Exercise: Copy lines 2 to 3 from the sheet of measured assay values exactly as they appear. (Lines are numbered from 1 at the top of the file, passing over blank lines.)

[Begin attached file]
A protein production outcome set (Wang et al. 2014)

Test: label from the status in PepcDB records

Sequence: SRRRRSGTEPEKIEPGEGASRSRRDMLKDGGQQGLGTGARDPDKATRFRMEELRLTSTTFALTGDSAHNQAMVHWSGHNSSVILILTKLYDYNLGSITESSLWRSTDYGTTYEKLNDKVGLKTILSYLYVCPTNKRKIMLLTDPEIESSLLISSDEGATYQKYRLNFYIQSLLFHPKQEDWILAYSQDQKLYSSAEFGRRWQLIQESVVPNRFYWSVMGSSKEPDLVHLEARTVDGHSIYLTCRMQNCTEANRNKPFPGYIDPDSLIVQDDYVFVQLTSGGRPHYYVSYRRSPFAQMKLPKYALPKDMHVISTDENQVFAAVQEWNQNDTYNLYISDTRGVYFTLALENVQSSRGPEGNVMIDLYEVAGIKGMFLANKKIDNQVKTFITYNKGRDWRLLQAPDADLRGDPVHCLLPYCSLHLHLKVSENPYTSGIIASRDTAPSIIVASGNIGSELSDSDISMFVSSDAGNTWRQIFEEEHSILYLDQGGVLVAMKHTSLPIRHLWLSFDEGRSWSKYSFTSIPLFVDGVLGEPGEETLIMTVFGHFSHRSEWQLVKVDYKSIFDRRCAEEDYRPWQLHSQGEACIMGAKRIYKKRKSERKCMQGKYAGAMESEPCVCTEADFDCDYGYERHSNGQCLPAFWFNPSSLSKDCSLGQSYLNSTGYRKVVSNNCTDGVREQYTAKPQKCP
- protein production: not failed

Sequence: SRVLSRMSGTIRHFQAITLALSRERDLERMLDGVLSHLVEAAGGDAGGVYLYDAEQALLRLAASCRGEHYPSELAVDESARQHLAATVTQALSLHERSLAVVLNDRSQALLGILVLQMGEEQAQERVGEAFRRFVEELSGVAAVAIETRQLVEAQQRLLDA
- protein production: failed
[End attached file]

Test: label from the status in PepcDB records

Sequence: SRRRRSGTEPEKIEPGEGASRSRRDMLKDGGQQGLGTGARDPDKATRFRMEELRLTSTTFALTGDSAHNQAMVHWSGHNSSVILILTKLYDYNLGSITESSLWRSTDYGTTYEKLNDKVGLKTILSYLYVCPTNKRKIMLLTDPEIESSLLISSDEGATYQKYRLNFYIQSLLFHPKQEDWILAYSQDQKLYSSAEFGRRWQLIQESVVPNRFYWSVMGSSKEPDLVHLEARTVDGHSIYLTCRMQNCTEANRNKPFPGYIDPDSLIVQDDYVFVQLTSGGRPHYYVSYRRSPFAQMKLPKYALPKDMHVISTDENQVFAAVQEWNQNDTYNLYISDTRGVYFTLALENVQSSRGPEGNVMIDLYEVAGIKGMFLANKKIDNQVKTFITYNKGRDWRLLQAPDADLRGDPVHCLLPYCSLHLHLKVSENPYTSGIIASRDTAPSIIVASGNIGSELSDSDISMFVSSDAGNTWRQIFEEEHSILYLDQGGVLVAMKHTSLPIRHLWLSFDEGRSWSKYSFTSIPLFVDGVLGEPGEETLIMTVFGHFSHRSEWQLVKVDYKSIFDRRCAEEDYRPWQLHSQGEACIMGAKRIYKKRKSERKCMQGKYAGAMESEPCVCTEADFDCDYGYERHSNGQCLPAFWFNPSSLSKDCSLGQSYLNSTGYRKVVSNNCTDGVREQYTAKPQKCP